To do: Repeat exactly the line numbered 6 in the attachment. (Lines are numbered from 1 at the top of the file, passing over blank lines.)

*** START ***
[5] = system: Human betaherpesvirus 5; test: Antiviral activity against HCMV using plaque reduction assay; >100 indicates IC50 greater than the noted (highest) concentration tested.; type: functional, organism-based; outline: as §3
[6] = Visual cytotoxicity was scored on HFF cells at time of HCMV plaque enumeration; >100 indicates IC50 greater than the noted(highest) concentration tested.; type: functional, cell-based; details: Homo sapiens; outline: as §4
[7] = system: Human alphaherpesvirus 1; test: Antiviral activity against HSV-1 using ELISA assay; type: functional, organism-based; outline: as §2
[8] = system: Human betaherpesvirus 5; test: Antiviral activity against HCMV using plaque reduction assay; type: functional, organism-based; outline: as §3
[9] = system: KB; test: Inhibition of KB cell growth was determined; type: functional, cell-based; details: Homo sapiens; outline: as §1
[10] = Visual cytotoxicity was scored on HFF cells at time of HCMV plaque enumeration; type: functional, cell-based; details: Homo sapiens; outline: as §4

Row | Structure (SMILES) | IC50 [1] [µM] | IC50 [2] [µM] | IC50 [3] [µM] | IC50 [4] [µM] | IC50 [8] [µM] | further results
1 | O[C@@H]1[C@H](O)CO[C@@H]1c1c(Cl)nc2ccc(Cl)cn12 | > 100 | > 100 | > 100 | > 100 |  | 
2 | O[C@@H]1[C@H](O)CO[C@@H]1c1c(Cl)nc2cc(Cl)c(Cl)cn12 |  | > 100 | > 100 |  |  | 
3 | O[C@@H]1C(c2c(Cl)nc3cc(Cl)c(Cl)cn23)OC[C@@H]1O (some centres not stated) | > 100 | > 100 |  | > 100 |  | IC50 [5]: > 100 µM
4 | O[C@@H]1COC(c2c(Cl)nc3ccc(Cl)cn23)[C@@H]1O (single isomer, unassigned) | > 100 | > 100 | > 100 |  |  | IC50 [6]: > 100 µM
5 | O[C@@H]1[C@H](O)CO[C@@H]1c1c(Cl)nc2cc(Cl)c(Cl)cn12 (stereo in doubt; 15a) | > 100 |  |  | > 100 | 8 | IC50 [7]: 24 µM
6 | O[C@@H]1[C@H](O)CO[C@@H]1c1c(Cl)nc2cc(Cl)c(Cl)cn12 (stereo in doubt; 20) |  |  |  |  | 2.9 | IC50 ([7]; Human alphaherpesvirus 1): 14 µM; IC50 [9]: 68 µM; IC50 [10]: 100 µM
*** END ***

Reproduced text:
[10] = Visual cytotoxicity was scored on HFF cells at time of HCMV plaque enumeration; type: functional, cell-based; details: Homo sapiens; outline: as §4